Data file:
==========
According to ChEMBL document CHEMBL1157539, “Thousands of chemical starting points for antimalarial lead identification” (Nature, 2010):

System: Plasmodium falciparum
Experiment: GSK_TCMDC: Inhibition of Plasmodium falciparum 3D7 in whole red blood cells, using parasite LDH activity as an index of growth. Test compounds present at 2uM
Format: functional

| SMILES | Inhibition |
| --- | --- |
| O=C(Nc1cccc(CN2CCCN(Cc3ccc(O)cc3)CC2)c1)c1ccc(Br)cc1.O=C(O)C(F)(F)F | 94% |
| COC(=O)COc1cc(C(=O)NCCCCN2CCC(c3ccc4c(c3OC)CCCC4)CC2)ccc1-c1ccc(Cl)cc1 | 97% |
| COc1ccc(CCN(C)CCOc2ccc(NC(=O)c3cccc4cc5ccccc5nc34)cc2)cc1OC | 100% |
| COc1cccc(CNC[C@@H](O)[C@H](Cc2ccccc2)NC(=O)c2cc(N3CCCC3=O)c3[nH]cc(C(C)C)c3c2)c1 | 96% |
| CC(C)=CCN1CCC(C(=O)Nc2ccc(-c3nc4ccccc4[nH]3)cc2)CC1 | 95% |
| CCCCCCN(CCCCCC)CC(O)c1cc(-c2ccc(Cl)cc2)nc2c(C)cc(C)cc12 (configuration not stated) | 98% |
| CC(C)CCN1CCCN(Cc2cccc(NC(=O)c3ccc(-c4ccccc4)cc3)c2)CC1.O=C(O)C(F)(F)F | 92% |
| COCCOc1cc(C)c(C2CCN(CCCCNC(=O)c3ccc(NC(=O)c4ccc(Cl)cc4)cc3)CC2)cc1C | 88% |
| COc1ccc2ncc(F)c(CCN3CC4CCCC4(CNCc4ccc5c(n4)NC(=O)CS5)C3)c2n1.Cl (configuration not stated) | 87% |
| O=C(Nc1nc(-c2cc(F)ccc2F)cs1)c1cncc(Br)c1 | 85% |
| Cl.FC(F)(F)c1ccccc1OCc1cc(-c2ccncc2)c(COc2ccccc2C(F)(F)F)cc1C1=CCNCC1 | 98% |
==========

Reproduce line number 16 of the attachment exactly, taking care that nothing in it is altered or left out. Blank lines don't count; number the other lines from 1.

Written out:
| O=C(Nc1nc(-c2cc(F)ccc2F)cs1)c1cncc(Br)c1 | 85% |